Depression: Why am I ashamed? I’ve got nothing to hide
Over the months and years I’ve suffered from anxiety and depression, I found I was only able to talk to a few people. The few friends who I revealed information to were supportive but didn’t really understand so I didn’t tell them as much.
I really appreciated their kindness but just couldn’t be completely myself. However the ones who I felt safe with and who I was able to talk to about everything were my family and three teachers.
They just gave me time, a smile, a thoughtful comment, a joke, a distraction. Without these people I wouldn’t have got through the first time I had mental health problems and now I have fallen back into that mind-set, I wouldn’t be so determined to beat it again if it wasn’t for their selfless support and guidance.
There’s one comment which stands out for me and which I’ll never forget… In Sixth Form, after failing a piece of coursework, my teacher (who knew I liked football) whispered to me that “footballers don’t score goals when they are injured”. This personalised comment meant so much to me and helped to relieve the anger and frustration that I felt because I wasn’t doing well at school at that time.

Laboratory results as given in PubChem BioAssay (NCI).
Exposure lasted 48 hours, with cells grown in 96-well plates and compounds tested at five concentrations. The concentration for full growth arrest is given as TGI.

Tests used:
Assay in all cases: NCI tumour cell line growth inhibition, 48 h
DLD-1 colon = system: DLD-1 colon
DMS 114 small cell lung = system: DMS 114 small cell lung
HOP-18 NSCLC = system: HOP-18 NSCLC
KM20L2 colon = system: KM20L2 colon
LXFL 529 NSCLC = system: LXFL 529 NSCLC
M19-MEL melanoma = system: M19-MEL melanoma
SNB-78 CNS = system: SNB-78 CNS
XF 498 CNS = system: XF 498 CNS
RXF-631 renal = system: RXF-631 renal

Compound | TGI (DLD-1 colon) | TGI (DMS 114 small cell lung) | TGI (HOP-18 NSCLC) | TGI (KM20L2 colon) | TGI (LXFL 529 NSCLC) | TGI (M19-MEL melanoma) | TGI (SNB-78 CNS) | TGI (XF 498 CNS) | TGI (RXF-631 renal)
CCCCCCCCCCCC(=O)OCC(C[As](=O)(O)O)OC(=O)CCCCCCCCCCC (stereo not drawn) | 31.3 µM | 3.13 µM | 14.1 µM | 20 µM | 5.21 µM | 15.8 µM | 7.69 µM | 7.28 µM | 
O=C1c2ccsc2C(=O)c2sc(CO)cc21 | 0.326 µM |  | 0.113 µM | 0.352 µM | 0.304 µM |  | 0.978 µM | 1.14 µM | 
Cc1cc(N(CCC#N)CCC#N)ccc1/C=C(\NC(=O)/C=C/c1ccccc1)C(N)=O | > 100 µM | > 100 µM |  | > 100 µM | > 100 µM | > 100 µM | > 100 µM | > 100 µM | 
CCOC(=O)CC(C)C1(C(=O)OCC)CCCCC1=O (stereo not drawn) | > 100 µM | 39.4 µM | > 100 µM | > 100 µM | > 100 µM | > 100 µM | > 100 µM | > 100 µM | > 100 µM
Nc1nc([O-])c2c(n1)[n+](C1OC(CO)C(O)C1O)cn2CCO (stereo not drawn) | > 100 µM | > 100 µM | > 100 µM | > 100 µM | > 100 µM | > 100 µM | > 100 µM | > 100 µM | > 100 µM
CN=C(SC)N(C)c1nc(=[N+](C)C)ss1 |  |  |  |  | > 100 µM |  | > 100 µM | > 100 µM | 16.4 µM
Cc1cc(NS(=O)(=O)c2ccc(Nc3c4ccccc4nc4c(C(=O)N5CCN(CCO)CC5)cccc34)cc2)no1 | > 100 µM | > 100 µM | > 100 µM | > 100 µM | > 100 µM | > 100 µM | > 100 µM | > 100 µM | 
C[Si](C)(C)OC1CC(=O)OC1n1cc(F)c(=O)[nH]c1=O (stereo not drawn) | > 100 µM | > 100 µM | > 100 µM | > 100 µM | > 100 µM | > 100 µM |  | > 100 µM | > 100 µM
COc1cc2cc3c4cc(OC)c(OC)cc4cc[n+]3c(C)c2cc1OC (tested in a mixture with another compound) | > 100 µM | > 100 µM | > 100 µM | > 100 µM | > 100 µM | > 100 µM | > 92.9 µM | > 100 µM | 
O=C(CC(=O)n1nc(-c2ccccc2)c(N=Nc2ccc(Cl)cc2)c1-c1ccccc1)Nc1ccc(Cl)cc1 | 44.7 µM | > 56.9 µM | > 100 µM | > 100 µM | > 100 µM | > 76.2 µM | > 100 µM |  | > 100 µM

It’s so important that people have someone they can talk to. It doesn’t even have to be about mental health. You could discuss X Factor, football, a good book;whatever it is, the fact someone has taken the time to talk to you means so much.
I’ve written this poem to express how I feel at the moment about but also because it is time to change. I would like to dedicate it to everyone who has helped me but also to everyone who is living with a mental health problem and the special people supporting them.
Poem about depression and mental health stigma
Why am I ashamed? I’ve got nothing to hide.
Why is it a secret? It’s just a different side.
This constant feeling of numbness, is hindering my life,
The sharp pains in my chest, cutting like a knife.
The questions and frustration, the never ending tears,
The sense of being lost, just emphasizing my fears.
Staring at the ceiling, the time just passes by,
Why oh why won’t my body, respond to anything I try?
I admit I’ve got depression, that and anxiety too,
But really if you look, I’m still the same as you.
Don’t think of me as different, just smile and be kind,
I’m still who I was, just trapped inside my mind.
Why should mental health, be a whispered conversation?
The time has come at last, to discuss it as a nation.
Together we’ll break down, the stigma and misconception
Together we’ll show pride, for having beaten depression.